During his time as part of the Charlie Smith coaching unit, Waite has managed to claim three Manning Cup titles and believes that some level of success could soon be replicated at St Jago.

    “It can happen in three years (competitive team) once we spend a lot of time to get them it will happen.  You would classify this as a crash program because Covid messed up the whole season, but you have to give ISSA some credit.”

    St Jago has never won the title but went to the final in 2003.

  • 2019 World Championship finalist Akeem Bloomfield says he's 100% healthy after injury-riddled season 2019 World Championship finalist Akeem Bloomfield says he's 100% healthy after injury-riddled season

    Former Kingston College standout, Akeem Bloomfield, says he is 100 percent healthy going into the new track and field season.

    The 2019 World Championships 400 metres finalist, speaking on Sportsmax TV’s On Point, says that after sustaining an injury in April, he is ready to go.

    “It was a really bad injury to my right hamstring. I did an intensive rehab process after I got injured. Even though I shut down my season I was still doing rehab. So, I can say for the most part, right now I’m 100 percent healthy,” he said.

    Bloomfield, who holds the Class 1 400m record at the ISSA Boys and Girls' Championships in Jamaica at 44.98, which made him the first Jamaican schoolboy at break 45 second at the championships,  will also be going into this season with a new camp after leaving MVP international and joining the Tumbleweed Track Club based in Florida.

    Other members of that club include Olympic 200 metres champion, Andre DeGrasse, and former Calabar rival and Olympic 400 metres finalist, Christopher Taylor.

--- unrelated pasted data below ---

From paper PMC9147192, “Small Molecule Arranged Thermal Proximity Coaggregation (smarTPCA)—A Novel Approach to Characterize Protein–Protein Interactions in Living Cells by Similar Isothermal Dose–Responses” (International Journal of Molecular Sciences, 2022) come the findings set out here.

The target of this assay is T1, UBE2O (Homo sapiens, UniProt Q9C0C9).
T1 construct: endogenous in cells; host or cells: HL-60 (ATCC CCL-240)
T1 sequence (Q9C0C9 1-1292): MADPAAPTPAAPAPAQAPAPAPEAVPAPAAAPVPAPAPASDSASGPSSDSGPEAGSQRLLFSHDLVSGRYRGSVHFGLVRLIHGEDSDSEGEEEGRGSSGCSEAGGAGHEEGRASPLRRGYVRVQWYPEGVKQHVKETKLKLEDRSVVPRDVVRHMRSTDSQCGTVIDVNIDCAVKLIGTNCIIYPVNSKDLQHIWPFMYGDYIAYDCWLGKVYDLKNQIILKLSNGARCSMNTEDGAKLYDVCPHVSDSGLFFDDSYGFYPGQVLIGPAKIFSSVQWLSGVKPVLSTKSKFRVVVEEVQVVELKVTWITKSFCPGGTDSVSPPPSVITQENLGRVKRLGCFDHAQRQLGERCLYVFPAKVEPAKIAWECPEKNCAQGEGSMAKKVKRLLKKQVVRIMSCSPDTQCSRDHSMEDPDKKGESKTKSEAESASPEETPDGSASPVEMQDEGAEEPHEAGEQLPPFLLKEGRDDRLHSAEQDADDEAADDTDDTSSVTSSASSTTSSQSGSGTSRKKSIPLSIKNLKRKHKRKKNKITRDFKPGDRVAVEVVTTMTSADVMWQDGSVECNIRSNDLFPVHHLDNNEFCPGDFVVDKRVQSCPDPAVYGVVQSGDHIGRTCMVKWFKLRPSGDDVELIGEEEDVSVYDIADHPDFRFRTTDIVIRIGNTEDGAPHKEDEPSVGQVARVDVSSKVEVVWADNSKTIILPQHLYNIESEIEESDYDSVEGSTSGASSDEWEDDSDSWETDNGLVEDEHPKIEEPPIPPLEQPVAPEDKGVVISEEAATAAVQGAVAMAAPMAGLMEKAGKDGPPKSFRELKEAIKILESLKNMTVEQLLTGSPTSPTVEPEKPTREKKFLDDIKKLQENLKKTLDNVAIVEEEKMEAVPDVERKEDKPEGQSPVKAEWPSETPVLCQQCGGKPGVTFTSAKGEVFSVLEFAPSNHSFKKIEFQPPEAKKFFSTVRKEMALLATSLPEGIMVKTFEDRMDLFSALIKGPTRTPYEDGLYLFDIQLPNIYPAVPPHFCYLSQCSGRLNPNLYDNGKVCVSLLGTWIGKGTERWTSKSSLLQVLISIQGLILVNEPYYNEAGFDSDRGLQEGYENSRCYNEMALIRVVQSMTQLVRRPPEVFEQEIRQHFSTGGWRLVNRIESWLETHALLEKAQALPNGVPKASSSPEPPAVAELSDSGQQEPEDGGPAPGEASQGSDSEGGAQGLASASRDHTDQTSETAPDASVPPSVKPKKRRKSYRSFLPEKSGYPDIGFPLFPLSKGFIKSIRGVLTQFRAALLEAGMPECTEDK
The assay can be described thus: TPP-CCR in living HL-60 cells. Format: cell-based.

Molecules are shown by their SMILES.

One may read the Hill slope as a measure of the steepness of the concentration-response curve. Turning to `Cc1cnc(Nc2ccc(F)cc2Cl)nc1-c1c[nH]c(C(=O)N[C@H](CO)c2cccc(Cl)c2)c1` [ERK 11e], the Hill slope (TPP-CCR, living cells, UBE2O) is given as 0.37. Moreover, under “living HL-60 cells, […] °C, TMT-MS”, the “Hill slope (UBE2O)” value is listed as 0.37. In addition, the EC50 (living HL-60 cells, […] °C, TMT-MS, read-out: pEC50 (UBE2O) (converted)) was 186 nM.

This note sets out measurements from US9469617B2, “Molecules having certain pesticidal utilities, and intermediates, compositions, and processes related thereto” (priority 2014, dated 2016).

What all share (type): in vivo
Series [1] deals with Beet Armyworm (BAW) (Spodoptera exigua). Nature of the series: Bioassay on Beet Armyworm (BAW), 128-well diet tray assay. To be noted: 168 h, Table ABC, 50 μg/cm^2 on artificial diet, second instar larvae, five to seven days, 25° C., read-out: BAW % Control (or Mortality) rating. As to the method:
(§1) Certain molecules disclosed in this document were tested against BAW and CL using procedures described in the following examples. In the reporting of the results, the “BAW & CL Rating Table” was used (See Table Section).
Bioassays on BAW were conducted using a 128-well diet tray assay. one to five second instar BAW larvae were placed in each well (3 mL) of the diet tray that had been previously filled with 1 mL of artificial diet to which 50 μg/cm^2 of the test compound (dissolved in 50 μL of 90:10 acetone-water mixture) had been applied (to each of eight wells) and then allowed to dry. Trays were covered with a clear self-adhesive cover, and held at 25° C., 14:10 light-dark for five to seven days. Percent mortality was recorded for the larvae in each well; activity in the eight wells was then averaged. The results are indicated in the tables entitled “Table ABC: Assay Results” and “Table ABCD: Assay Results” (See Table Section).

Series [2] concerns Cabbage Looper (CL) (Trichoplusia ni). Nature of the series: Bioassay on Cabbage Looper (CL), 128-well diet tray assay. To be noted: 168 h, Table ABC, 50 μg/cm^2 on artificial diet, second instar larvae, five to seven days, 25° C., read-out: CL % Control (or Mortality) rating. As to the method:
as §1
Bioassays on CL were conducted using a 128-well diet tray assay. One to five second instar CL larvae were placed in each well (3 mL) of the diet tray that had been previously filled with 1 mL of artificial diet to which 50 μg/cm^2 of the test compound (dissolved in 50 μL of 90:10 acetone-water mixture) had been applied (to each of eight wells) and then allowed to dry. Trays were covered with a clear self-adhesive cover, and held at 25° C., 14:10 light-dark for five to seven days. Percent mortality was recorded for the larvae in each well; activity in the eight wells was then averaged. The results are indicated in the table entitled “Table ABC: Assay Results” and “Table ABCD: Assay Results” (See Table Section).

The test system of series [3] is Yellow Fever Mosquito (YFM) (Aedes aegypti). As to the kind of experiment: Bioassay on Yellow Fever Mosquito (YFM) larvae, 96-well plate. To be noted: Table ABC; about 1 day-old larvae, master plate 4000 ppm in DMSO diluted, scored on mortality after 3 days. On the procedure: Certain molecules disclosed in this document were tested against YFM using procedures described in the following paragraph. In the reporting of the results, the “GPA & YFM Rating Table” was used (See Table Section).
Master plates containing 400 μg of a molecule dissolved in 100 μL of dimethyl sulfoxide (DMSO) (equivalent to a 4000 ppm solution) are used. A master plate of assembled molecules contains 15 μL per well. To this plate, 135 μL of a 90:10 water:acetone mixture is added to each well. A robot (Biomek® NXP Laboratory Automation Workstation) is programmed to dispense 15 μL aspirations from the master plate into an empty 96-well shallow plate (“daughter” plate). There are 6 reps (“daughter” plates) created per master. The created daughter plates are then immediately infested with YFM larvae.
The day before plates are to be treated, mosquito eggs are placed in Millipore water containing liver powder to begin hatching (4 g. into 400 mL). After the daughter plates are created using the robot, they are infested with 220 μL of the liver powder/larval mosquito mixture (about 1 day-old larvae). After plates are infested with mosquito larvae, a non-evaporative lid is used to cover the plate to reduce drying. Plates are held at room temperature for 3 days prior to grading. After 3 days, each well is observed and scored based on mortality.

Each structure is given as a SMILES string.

Bloomfield expanded on training alongside Taylor at the club.

    “I can say it’s a very good experience, so far. I mean, we had that high school rivalry so now to put that aside and focus now as professional athletes and train in the same group, I’d say it’s good so far. He’s a very good training partner and I can see us building a very good relationship as the season progresses,” he said.

    In a trip down memory lane for many fans of the Jamaican High School Track and Field Championships, or “Champs” as it is affectionately called, Bloomfield was asked about his famous showdown with Taylor on the anchor leg in the Boys open 4x400 metres relay in 2016.

    When asked if he would have done anything differently looking back, Bloomfield said he wouldn’t change anything.

    “I wouldn’t have used a different strategy because I don’t think people really paid attention to how close our personal bests were. At the time his personal best was 45.2 and mine was 44.9. That’s a very close margin so for me to get the baton 15 metres behind, I can’t be the one to go catch him and then sit behind him. I had to try to zoom ahead and try to hold form and unfortunately it did not work out,” he said.

    The full interview can be seen on the Sportsmax TV YouTube channel.



  • Five student-athletes receive scholarships from Fraser-Pryce's Pocket Rocket Foundation Five student-athletes receive scholarships from Fraser-Pryce's Pocket Rocket Foundation

    Five student-athletes on Friday received cheques ranging from J$50,000 to J$60,000 under Shelly-Ann Fraser-Pryce’s Pocket Rocket Foundation scholarship programme that rewards beneficiaries based on outstanding academic performance whilst competing and representing their respective schools in any sporting discipline.

Popular Athletics News

Error: No articles to display

© 2020 SportsMaxTV All Rights Reserved.